NCWIT: Recognizing females in high school in Computer Science

It’s that time of the year where NCWIT, National Council for Women in Technology, takes time to recognize girls across the country for their accomplishments and interest in Computer Science.

Over the decades as technology, gadgets, networks, computers, and software have been becoming mainstream, it is the males of the industry who have received all the credit for that movement. While there have certainly been women who have been tremendously important for our current digital and technical age, it has tended to be driven by males.

Why is that important to notice?

What that means is that all design decisions were considered by males and addressed by mainly males. The questions being thought of and asked are by primarily males. The answers to those questions were generated by mostly males. The research of the technology itself was being done primarily by males. The software that interacts with the hardware was being written by primarily males. The professors teaching most of the classes in Computer Science (and related topics) were male. The curriculum to train students in Computer Science was being written by primarily males. All the assignments and projects that students did in school were designed primarily by males. Needless to say, that resulted in lots of males being attracted to the world of technology because it has been directly and indirectly marketed towards them.

You see my point. What we are seeing now in our world is the result of a male driven industry. Thankfully that is changing, but that change is coming ssssslllllllloooooooowwwww.

As we are seeing more females go into the various fields related to technology, I think we will see a new digital technology age and perhaps even a new technology revolution. Why? Because as females really begin becoming larger integral parts of the industry, assume leadership roles in the industry, command respect from their male counterparts in the industry, and start software and hardware companies….females will become an integral part of asking new questions, researching in new ways, writing code from new perspectives, brainstorming with new insights, and building and creating new products with new motivations.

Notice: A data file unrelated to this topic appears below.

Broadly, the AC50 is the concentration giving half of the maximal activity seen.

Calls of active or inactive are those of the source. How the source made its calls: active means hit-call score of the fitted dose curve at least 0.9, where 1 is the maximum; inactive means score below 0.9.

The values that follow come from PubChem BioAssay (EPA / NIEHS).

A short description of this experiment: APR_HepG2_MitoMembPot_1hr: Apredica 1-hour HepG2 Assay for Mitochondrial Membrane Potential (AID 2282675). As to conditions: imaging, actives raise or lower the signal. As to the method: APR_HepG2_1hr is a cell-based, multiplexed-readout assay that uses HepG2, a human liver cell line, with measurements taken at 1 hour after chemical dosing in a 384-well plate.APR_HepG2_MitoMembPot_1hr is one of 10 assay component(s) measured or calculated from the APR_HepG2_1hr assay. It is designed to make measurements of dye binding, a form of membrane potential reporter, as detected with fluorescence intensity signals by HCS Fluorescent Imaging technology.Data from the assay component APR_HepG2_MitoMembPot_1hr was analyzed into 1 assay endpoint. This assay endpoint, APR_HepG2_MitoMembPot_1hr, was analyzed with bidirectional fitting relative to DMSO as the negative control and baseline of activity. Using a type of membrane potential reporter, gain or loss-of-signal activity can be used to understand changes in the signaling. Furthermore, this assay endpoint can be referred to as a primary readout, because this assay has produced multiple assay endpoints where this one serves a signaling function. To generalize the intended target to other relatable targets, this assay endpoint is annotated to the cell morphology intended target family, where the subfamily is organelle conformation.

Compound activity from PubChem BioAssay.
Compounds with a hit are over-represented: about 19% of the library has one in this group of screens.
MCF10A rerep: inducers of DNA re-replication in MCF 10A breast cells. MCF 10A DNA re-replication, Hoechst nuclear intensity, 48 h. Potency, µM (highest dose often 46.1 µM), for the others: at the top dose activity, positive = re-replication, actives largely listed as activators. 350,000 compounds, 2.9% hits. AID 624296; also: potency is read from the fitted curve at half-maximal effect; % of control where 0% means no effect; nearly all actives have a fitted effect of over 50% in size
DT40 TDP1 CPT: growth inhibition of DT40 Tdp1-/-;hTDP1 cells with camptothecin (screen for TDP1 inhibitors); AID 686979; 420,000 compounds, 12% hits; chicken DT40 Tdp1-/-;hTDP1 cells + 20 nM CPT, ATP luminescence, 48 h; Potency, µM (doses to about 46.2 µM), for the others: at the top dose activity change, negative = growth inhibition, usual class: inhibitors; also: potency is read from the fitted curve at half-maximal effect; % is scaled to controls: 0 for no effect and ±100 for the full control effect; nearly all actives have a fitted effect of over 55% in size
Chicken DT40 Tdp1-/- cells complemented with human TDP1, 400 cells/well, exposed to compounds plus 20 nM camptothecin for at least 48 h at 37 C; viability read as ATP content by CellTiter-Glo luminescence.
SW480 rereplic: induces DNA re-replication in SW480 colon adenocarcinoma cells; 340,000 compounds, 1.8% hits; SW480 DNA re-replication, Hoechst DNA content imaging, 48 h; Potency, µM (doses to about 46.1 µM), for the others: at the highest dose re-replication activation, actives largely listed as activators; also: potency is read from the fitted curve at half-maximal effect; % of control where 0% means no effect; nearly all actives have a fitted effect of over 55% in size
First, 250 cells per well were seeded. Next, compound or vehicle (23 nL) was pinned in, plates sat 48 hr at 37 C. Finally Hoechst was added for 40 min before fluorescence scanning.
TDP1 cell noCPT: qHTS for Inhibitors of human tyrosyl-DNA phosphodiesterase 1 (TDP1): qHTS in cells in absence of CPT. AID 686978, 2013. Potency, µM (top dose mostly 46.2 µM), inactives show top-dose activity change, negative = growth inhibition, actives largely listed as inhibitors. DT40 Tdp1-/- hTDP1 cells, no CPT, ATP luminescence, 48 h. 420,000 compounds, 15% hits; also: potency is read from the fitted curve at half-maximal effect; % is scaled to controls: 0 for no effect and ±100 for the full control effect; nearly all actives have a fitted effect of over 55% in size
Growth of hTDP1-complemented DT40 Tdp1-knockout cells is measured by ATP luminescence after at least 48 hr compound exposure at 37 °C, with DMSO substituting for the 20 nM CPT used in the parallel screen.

We are starting to see some first steps towards this. Congratulations to The Association for Computing Machinery, Code.org, Computer Science Teachers Association, Cyber Innovation Center, and National Math and Science Initiative for creating a definition of what Computer Science is, and that definition explanation starts with this inclusion I am discussing here.

We the people in the world get to reap the benefits of this movement. Think of how much we love (and hate) our laptops, our watches, our phones, our GPS, our smartTVs, our sports technology….we can’t wait for the new wave of technology to take us to the next level!

Not sure exactly that the “next level” means? Go ask one of the girls in your high school Computer Science class…she’ll know.

Hey girls in high school: You’ve got a couple weeks left before the submission deadline. This might be a life changing opportunity towards your future.

Check it out: https://www.aspirations.org/participate/high-school

About Doug Bergman

Head of Computer Science at Porter-Gaud School in Charleston, SC
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